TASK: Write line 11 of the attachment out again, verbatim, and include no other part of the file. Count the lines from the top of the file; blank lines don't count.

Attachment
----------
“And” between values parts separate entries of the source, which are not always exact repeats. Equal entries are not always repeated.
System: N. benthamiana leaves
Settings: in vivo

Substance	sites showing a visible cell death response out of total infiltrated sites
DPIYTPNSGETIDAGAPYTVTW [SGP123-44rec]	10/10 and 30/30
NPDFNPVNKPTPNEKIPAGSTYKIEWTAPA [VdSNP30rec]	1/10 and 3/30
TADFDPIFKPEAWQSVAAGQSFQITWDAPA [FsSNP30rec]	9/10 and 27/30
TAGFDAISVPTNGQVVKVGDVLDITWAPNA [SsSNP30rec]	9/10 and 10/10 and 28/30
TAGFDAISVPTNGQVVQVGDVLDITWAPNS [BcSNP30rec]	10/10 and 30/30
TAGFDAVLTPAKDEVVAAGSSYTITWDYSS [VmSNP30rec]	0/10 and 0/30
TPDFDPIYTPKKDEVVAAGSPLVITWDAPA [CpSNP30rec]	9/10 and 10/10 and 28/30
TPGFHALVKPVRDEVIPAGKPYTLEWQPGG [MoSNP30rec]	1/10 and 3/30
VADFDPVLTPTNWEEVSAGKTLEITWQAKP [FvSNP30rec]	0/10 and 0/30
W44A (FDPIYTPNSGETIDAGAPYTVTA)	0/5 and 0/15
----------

TPDFDPIYTPKKDEVVAAGSPLVITWDAPA [CpSNP30rec]	9/10 and 10/10 and 28/30